“They have it already because God created them. We’re just helping them see something that’s always been there.”
And let us consider how we may spur one another on toward love and good deeds, … encouraging one another…
Hebrews 10:24-25 (NIV)
"Is anyone looking or work?" the stranger said looking around the small room at a service center in downtown Denver.
Chris glanced around to see who might answer, and slowly raised his hand. He didn’t have anything better to do, and before he knew it, he was in the back of this man’s pick up truck, heading to someone’s house to provide lawn care for the day. As they drove down I-25, Chris took stock of his situation. “I was worried someone would see me in the back of the truck,” he says. “Or worse, that this guy was actually a psycho.”
He had never done this before. To be honest, he’d never even mowed a lawn before, but it wasn’t the work that weighed heavily on his mind. Being homeless was an altogether new experience.
He grew up in Los Angeles, he had parents who loved and supported him and he went to Boston University, graduating with a Bachelor’s in Communication in 1997. Ten years later, he moved to Denver to be closer to family, but in 2012, he suddenly found himself facing homelessness alone—his family having moved halfway around the world to Australia.
After being laid off, he struggled to find a full-time job and eventually got evicted from his apartment. He couch-surfed for several months with various friends until the person he was living with began to use his situation to manipulate him. “I wasn’t sure if I would have housing each night depending on their mood,” he says.
On Thanksgiving 2012, Chris finally left with nothing but a backpack of belongings. He walked eight miles that night to the only 24-hour Walmart he knew. “It was the only place I could think of where I could be until the sun came up,” he says. “That evening was jarring.”
The next day, he came to the Mission for help. “I knew I wanted to better my circumstances, but I didn’t know how to make that happen,” he says, “so I came here for help to find a solution.
I literally just needed shelter.”
During the day, he attended a work-readiness class and went to the library to search for jobs. At night, he returned to the Mission for a meal and a bed. But registering for a bed every night left Chris in a constant state of survival. He needed more stability in his daily routine, so he volunteered to help set up sleeping mats in the chapel in return for a reserved bed while he got back on his feet. “The worst thing about being homeless is getting complacent,” he explains. “I fought hard to stay productive with my time.”
Staying productive is how he ended up helping that stranger with yard work for a day, and eventually, he found a job delivering water. “I was at my wit’s end. I wasn’t making enough money to get my own apartment, so I was stuck working and continuing to live at the Mission,” he says.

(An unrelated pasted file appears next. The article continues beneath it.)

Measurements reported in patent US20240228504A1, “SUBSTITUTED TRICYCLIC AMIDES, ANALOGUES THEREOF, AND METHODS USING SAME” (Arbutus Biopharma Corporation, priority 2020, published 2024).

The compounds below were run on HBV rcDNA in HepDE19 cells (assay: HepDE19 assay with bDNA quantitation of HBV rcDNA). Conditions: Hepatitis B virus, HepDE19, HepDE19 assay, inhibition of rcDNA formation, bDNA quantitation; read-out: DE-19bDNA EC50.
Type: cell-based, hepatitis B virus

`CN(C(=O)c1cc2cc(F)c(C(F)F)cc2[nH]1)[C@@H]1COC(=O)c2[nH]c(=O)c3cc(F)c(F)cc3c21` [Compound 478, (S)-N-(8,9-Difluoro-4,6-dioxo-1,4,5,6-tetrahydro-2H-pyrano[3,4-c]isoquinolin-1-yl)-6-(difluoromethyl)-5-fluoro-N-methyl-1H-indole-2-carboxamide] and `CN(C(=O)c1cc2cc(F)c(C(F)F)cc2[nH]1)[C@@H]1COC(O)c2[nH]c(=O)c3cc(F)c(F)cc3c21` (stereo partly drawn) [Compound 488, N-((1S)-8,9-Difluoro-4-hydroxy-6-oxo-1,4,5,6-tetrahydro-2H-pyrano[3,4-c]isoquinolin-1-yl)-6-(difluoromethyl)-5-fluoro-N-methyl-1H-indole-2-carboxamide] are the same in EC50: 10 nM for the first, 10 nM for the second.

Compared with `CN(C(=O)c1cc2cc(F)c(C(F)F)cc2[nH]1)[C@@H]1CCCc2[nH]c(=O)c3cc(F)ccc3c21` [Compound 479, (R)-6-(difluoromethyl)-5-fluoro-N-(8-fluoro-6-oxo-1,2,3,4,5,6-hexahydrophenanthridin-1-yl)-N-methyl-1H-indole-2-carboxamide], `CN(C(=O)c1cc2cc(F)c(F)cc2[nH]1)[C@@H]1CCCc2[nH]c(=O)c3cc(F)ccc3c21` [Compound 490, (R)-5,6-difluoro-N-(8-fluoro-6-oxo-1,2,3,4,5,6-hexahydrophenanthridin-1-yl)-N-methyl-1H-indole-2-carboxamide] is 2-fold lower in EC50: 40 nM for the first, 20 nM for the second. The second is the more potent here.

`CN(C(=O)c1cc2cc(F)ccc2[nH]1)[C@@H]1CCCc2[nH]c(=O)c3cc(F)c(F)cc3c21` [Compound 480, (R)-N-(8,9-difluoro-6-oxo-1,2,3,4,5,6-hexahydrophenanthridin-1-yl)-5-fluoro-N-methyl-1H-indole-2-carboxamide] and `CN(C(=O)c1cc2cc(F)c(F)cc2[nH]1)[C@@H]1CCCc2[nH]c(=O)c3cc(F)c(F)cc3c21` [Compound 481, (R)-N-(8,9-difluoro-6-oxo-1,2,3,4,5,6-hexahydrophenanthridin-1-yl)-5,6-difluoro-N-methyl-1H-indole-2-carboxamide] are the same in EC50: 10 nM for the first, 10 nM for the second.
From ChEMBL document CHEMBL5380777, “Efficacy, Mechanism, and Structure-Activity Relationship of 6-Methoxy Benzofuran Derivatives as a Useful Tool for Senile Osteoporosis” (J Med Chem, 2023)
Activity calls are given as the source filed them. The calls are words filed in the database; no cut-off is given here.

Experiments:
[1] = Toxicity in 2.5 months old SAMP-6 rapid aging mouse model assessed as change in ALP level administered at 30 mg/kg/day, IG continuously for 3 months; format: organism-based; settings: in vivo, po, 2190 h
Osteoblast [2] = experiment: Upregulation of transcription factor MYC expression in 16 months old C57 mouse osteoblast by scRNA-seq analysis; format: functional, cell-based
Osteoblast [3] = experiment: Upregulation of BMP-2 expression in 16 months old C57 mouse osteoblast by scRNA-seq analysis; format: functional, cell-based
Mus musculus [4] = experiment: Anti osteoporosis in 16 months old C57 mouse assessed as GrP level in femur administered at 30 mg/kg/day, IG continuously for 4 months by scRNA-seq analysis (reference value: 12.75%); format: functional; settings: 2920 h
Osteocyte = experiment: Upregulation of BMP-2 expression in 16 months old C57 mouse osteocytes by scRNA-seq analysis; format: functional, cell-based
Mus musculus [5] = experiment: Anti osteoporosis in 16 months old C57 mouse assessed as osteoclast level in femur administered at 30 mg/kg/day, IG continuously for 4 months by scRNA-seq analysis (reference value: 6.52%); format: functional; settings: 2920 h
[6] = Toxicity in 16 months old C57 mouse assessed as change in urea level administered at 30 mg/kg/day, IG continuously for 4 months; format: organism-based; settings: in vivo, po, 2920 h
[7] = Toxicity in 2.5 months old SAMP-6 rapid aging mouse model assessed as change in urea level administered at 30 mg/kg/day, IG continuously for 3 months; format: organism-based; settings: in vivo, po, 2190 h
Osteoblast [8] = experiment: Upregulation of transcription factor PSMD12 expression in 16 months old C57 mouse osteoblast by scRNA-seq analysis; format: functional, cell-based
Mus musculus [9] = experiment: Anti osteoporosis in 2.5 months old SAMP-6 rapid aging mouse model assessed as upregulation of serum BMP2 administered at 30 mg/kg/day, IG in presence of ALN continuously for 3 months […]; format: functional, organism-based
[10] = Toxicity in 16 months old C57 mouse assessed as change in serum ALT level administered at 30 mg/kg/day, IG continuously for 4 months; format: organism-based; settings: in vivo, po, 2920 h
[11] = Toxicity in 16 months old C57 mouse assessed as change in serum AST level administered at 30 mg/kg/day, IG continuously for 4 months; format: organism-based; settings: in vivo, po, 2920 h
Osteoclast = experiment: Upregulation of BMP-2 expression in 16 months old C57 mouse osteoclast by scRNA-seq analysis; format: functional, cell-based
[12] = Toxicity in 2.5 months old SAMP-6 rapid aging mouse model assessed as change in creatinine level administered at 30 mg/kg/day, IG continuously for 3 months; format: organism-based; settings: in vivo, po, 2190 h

That’s when Chris caught the eye of Lawrence Street Shelter Supervisor, Lenny Ford. Lenny knew firsthand the struggles Chris was going through because he was once a guest at the Mission and had also volunteered to help set up mats each night. He knew Chris was working hard to change his situation, so he asked him to take a part-time position at the overflow emergency shelter. “At my highest point of desperation, that job fell in my lap,” Chris says. “I didn’t realize everything I did here was leading up to my current job.”
Today, Chris is a Facility Assistant at the Lawrence Street Community Center. Sometimes, that means he enforces rules that keep our guests safe, and other times, it means he gets to talk with guests about their struggles and circumstances. For him though, the job is all about building community. “I think community is all about giving people hope that they still matter,” he says.
Chris says that at the very center of this thing we call community is one simple concept: helping people reconnect with their dignity. “Dignity isn’t something we give to people,” Chris says. “They have it already because God created them. We’re just helping them see something that’s always been there.”
Homelessness knows no season, so throughout this summer, the Lawrence Street Community Center is helping people who are experiencing homelessness—offering meals, showers, laundry facilities, phone access to call family or service providers, and more. And the Lawrence Street Shelter next door continues to provide safe shelter for 315 men each night.
By providing meals, shelter and other services, the Mission helps people remove the stress of wondering where their next meal might come from, where they will sleep that night, where they can get their clothes cleaned, and where they can simply get a drink of water or use a clean restroom. This enables people struggling through poverty and homelessness to focus on long-term solutions.
With their basic needs met, people can experience a little bit of stability during a chaotic time in their lives. And that stability can lead to a total life change like it did with Chris.
But it’s only possible because of your support. Our guests and program participants rely on us to help meet their needs at a critical point in their journey, and we rely on the faithful support of donors like you who partner with us to change lives in our city every day.
Thank you for helping us build the relationships in our community that lead to long-term transformation in the lives of the people we serve.